My MA in Contemporary Art Practice at Edinburgh College of Art concludes this August. Like many 2020 graduates, the realisation of completing studies in such unprecedented circumstances threw all ideas and plans into the unknown.
My practice before lockdown looked at the connections between new media technology and archaic power, looking at site specific geology, materiality of technology and the environmental implications and sustainability concerns with our future use of technology. I wanted to visualise what our technological devices would become in say 100 million years’ time, fossilised, buried and extracted again. I had sourced large pieces of coal from the last remaining active quarry in Ayrshire and had planned to cast, sculpt, scale up and create ambitious installation pieces that combined both my glitched digital photography printed onto aluminum connected to the physical edges of the rock.
With no access to a studio or workshops I adapted to using skills in digital photography and computer software’s to create virtual renders of these sculptures in realistic environments and I immediately started to connect my work to the abandoned streets of Edinburgh. The city provided a perfect backdrop for me to situate the ‘techno-fossils’, to bring humor and intrigue into the idea of coming across one of these large lumps of digital coal on a walk around the city and to compare and contrast with the construction and materials used within a modern urban environments.
Walking around the famous narrow cobbles streets and walkways of Edinburgh felt eerie, calm and very atmospheric. I normally went out during the day and early evenings to photograph my locations and I expect I will never get to experience the city as I have seen it during the last months being so quiet. The light quality and weather in Scotland can be unpredictable at times but this lent itself perfectly to my selection of locations as some of the sculptures I imagined to be hiding in shadows or appearing out of the mist on Arthur’s Seat! My walks lasted a few hours at a time and although I got puzzling looks from standing in the middle of abandoned car parks and zebra crossings, it was amazing to explore the city without the normal hustle and bustle of the everyday. The images in this collection seem to have a powerful presence, as if the sculptural objects waited until they had this space to dominantly place themselves in these awkward and unhelpful spaces. Without the time for me to explore and imagine these artworks during the pandemic, I would have made a completely different and perhaps not such a successful outcome.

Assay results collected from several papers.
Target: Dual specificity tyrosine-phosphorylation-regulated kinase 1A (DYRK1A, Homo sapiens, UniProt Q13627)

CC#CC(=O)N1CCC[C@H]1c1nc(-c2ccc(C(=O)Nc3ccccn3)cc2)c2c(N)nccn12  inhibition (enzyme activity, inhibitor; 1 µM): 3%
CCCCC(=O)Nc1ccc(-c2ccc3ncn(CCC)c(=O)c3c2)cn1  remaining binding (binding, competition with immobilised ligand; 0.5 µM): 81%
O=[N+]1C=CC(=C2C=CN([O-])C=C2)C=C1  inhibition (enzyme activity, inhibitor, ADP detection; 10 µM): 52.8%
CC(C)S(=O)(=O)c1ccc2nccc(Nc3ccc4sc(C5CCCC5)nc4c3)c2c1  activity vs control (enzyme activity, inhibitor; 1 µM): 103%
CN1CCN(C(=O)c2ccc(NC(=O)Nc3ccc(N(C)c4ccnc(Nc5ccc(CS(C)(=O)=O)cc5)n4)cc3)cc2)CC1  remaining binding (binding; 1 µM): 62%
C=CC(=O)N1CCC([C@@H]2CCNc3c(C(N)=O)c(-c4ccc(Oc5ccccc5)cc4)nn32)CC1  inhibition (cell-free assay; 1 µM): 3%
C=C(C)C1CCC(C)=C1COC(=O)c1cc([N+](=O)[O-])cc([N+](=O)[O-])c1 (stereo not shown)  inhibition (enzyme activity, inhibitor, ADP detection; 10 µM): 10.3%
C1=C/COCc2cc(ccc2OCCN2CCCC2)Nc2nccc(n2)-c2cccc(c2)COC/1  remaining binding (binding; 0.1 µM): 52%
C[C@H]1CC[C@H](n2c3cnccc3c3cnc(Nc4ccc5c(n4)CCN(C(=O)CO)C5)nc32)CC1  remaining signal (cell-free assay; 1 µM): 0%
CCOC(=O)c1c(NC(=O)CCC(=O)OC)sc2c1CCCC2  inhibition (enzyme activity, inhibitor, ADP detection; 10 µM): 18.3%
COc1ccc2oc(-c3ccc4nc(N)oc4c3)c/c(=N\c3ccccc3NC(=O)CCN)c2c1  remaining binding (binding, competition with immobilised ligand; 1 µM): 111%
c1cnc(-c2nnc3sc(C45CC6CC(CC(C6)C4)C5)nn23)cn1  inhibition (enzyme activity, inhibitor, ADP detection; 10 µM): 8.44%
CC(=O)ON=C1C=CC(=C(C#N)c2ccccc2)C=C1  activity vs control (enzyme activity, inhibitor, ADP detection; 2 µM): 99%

My practice is predominantly photography based and the isolation time during Covid19 has transformed the way I create work, how I see the city I live in and how I now plan to create outdoor sculptural work and public art moving forward. Although these art works inevitably became digital in production and promotion this prompted me to look differently at how I used online platforms to showcase my practice. During lockdown I have been involved in digital artist residencies, livestream art events, designed a virtual art exhibition and sold work through new online art initiatives such as the Artist Support Pledge. The pandemic has transformed the way we promote, view, buy and discuss art online and I have actively grown a broader network of support during lockdown especially at a time when physical degree shows would have been happening.
The importance of a degree show for any creative graduate is not to be underestimated as it provides a valuable launch for your career as a practicing artist to be discovered by potential collectors, gallery’s and curators. With the sudden restrictions and changes within the current situation, everyone has had to adapt extremely quickly and as a result this has opened brand new possibilities of working, collaborating and networking and has had a direct and positive effect on my creative practice. I am especially grateful to New Blood Art which been a fantastic project to be involved in as a new graduate and emerging artist. The exposure for all artists involved through their professional online website and promotions has been well curated and communicated nationally. There is no doubt that the artworld and art graduates have been affected but with such fantastic support from dedicated online platforms and opportunities to grow as an artist there can only be a positive impact and direction ahead.
View all available work by Katie Hallam here